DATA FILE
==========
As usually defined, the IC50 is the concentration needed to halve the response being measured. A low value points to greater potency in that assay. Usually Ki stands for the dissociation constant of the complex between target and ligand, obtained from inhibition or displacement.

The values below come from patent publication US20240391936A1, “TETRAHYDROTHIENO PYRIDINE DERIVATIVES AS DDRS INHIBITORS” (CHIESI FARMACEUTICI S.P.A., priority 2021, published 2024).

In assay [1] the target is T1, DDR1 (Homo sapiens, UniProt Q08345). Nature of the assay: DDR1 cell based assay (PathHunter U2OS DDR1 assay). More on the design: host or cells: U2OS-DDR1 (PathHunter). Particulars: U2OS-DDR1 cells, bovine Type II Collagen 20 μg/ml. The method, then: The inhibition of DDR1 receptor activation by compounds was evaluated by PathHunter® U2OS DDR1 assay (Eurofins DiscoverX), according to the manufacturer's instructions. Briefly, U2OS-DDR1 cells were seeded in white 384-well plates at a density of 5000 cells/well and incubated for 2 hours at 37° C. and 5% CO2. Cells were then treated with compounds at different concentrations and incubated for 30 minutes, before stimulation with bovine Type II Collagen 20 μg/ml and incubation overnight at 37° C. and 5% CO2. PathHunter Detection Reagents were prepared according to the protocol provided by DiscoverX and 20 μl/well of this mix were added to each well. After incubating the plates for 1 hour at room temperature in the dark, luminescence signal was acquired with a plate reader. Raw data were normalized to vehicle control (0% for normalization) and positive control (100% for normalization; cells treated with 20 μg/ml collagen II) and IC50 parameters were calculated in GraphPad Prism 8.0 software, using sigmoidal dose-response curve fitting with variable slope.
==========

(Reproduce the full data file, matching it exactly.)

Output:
As usually defined, the IC50 is the concentration needed to halve the response being measured. A low value points to greater potency in that assay. Usually Ki stands for the dissociation constant of the complex between target and ligand, obtained from inhibition or displacement.

The values below come from patent publication US20240391936A1, “TETRAHYDROTHIENO PYRIDINE DERIVATIVES AS DDRS INHIBITORS” (CHIESI FARMACEUTICI S.P.A., priority 2021, published 2024).

In assay [1] the target is T1, DDR1 (Homo sapiens, UniProt Q08345). Nature of the assay: DDR1 cell based assay (PathHunter U2OS DDR1 assay). More on the design: host or cells: U2OS-DDR1 (PathHunter). Particulars: U2OS-DDR1 cells, bovine Type II Collagen 20 μg/ml. The method, then: The inhibition of DDR1 receptor activation by compounds was evaluated by PathHunter® U2OS DDR1 assay (Eurofins DiscoverX), according to the manufacturer's instructions. Briefly, U2OS-DDR1 cells were seeded in white 384-well plates at a density of 5000 cells/well and incubated for 2 hours at 37° C. and 5% CO2. Cells were then treated with compounds at different concentrations and incubated for 30 minutes, before stimulation with bovine Type II Collagen 20 μg/ml and incubation overnight at 37° C. and 5% CO2. PathHunter Detection Reagents were prepared according to the protocol provided by DiscoverX and 20 μl/well of this mix were added to each well. After incubating the plates for 1 hour at room temperature in the dark, luminescence signal was acquired with a plate reader. Raw data were normalized to vehicle control (0% for normalization) and positive control (100% for normalization; cells treated with 20 μg/ml collagen II) and IC50 parameters were calculated in GraphPad Prism 8.0 software, using sigmoidal dose-response curve fitting with variable slope.